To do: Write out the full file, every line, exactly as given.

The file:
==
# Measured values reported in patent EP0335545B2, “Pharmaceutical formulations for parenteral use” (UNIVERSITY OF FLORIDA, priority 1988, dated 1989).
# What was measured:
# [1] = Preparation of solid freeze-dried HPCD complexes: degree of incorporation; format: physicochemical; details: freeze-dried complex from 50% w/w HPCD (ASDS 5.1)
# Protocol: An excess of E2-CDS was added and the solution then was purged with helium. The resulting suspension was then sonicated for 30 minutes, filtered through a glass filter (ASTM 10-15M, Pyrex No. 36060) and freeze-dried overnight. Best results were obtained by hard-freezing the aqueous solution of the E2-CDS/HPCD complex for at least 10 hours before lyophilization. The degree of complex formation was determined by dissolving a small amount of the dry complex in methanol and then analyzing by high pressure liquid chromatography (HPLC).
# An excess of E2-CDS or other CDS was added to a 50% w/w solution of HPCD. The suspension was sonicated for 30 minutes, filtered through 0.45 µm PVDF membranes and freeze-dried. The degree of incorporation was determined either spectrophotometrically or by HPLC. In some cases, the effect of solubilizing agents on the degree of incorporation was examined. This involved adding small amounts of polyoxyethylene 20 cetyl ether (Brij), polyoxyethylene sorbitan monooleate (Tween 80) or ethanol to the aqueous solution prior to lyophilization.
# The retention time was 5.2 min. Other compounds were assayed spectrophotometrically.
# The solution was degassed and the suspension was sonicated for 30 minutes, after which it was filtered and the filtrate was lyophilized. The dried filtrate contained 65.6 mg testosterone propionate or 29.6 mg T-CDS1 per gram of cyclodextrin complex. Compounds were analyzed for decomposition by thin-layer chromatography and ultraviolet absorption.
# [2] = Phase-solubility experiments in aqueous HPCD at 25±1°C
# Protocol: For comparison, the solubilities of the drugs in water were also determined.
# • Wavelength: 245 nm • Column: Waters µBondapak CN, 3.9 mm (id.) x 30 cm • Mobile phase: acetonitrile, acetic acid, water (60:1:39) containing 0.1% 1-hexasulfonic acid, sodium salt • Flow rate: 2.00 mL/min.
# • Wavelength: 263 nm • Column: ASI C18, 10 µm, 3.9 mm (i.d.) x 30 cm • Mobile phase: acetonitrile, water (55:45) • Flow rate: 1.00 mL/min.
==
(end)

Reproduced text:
# Measured values reported in patent EP0335545B2, “Pharmaceutical formulations for parenteral use” (UNIVERSITY OF FLORIDA, priority 1988, dated 1989).
# What was measured:
# [1] = Preparation of solid freeze-dried HPCD complexes: degree of incorporation; format: physicochemical; details: freeze-dried complex from 50% w/w HPCD (ASDS 5.1)
# Protocol: An excess of E2-CDS was added and the solution then was purged with helium. The resulting suspension was then sonicated for 30 minutes, filtered through a glass filter (ASTM 10-15M, Pyrex No. 36060) and freeze-dried overnight. Best results were obtained by hard-freezing the aqueous solution of the E2-CDS/HPCD complex for at least 10 hours before lyophilization. The degree of complex formation was determined by dissolving a small amount of the dry complex in methanol and then analyzing by high pressure liquid chromatography (HPLC).
# An excess of E2-CDS or other CDS was added to a 50% w/w solution of HPCD. The suspension was sonicated for 30 minutes, filtered through 0.45 µm PVDF membranes and freeze-dried. The degree of incorporation was determined either spectrophotometrically or by HPLC. In some cases, the effect of solubilizing agents on the degree of incorporation was examined. This involved adding small amounts of polyoxyethylene 20 cetyl ether (Brij), polyoxyethylene sorbitan monooleate (Tween 80) or ethanol to the aqueous solution prior to lyophilization.
# The retention time was 5.2 min. Other compounds were assayed spectrophotometrically.
# The solution was degassed and the suspension was sonicated for 30 minutes, after which it was filtered and the filtrate was lyophilized. The dried filtrate contained 65.6 mg testosterone propionate or 29.6 mg T-CDS1 per gram of cyclodextrin complex. Compounds were analyzed for decomposition by thin-layer chromatography and ultraviolet absorption.
# [2] = Phase-solubility experiments in aqueous HPCD at 25±1°C
# Protocol: For comparison, the solubilities of the drugs in water were also determined.
# • Wavelength: 245 nm • Column: Waters µBondapak CN, 3.9 mm (id.) x 30 cm • Mobile phase: acetonitrile, acetic acid, water (60:1:39) containing 0.1% 1-hexasulfonic acid, sodium salt • Flow rate: 2.00 mL/min.
# • Wavelength: 263 nm • Column: ASI C18, 10 µm, 3.9 mm (i.d.) x 30 cm • Mobile phase: acetonitrile, water (55:45) • Flow rate: 1.00 mL/min.